I think I set a new record for personal impatience today. It took me less than thirty seconds to snort angrily and say "I don't have time for this." And I was referring to something only a minute and a half long!
The scenario was a free resource helpfully posted by an entrepreneur in a LinkedIn professional interests group. That person had absolutely no malice in their offering, so I am going to be extremely circumspect in specifics about the video. My goal is not to embarrass the presenter nor do I want to cast aspersions on the value of the content itself.
The resource was titled beautifully. It quickly encapsulated exactly what was on offer. Made me want to see it. It promised a checklist with several essentials for accomplishing a specific business goal. Great!
I clicked the link and found myself on YouTube. I glanced down at the time bar. The video duration was only one minute thirty eight seconds. Fantastic! I'll be in and out in no time.
Then the presentation started. PowerPoint slides with the host company's logo big and bold at the top of each slide. Big text on a white background. And the presenter read the text out loud to me. It actually took me only eight seconds to move the slider bar forward to try and get past the introductory setup telling me how fantastic this presentation was.
At thirty seconds, the actual content was presented. Big numbered bullets each containing a short 1 to 3 word concept. Each one appeared on the screen in list format as the presenter read it out loud. And that's where I turned off the video. I couldn't be bothered to spend even the measly one remaining minute.
Afterwards, I tried to analyze why this simple, to-the-point, short presentation left me feeling angry. I went back and watched the video all the way through. It was a teaser for a free eBook promising more detail on each of the bulleted points. It ended with a well-stated, clear and concise call to action (download the eBook). No problem with that.
In trying to break down my negative reaction, I decided that several things contributed:
1) I was promised information that would provide business value to me. What I saw was glossy, high-level buzzwords that obviously needed more context and detail to be truly useful. It turned out that to get the value I wanted, I had to take another step and access a different resource. I wanted the presentation itself to be the value provider. Setting my expectations more accurately for the video would have helped.
2) I got the right information in the wrong format. Let's say #1 is too harsh. I was promised a checklist and I got a checklist. Okay. But the value of a checklist is that you can scan all the items quickly and conveniently in a compact list format. Seeing each item presented in a series of animated builds, spread across multiple slides is inherently frustrating. I know I can't instantly memorize 10, 15, or 20 bulleted items shown once and then removed from view. It makes me feel that the presenter is out to prove how clever he/she is, rather than thinking of what will be the most useful to me, the consumer.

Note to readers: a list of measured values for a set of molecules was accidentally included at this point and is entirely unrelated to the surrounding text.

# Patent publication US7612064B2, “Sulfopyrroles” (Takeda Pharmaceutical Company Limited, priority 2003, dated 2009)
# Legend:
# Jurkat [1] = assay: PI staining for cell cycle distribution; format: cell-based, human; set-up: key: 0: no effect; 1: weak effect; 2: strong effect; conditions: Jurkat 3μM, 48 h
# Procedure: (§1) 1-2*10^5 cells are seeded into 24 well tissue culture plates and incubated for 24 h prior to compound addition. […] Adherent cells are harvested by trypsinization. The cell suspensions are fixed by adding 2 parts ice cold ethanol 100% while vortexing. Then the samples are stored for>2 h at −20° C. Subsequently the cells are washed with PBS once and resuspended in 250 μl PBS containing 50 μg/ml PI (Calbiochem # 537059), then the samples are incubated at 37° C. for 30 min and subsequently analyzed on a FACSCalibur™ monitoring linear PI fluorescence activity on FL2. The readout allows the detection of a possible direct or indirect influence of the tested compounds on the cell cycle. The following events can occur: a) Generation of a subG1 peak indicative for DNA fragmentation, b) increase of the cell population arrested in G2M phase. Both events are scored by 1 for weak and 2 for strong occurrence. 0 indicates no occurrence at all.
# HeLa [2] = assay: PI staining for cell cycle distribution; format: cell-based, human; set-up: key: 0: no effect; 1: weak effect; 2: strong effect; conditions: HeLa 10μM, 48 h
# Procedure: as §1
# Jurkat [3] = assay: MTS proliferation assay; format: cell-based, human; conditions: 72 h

3) I got no additional value from the video presentation that I couldn't have received more quickly and conveniently through a handout, image, or online reference. Watching a video is not just a commitment of my time, it relinquishes all control over the way I choose to prioritize, focus, and assimilate the content. I am forced to take in the information in the sequence and at the speed determined by the presenter. I have basic literacy… I can scan a written list of 10 or 15 quickly summarized concepts much faster than someone can read them to me. I can then decide which ones warrant more focus. Having the presenter read each bullet point to me without providing any additional insight or value made me angry. "Just give me the damned list if you're not going to contribute anything!"
4) The introduction to the material was short… Only 30 seconds. And yet it managed to feel too long. It felt like it was still trying to sell me on why the information was valuable, even though I had already made the commitment to watch. Assume I already care… Otherwise I wouldn't be here! And although 30 seconds is short, it represented 30% of the total presentation duration. If I attended a 60-minute webinar, would I want the first 18 minutes to be introduction? The value of a fast guerrilla video is that it wastes no time. You need to be ruthless about editing non-informational content.
Our internet attention spans are getting shorter and shorter. If you want to grab your audience with a video message, make sure you use the medium to provide additional value they couldn't get through more traditional information delivery channels. If you are just using video to "turn the pages of the book" for them while you read the story out loud, you may face a negative knee-jerk reaction such as I had.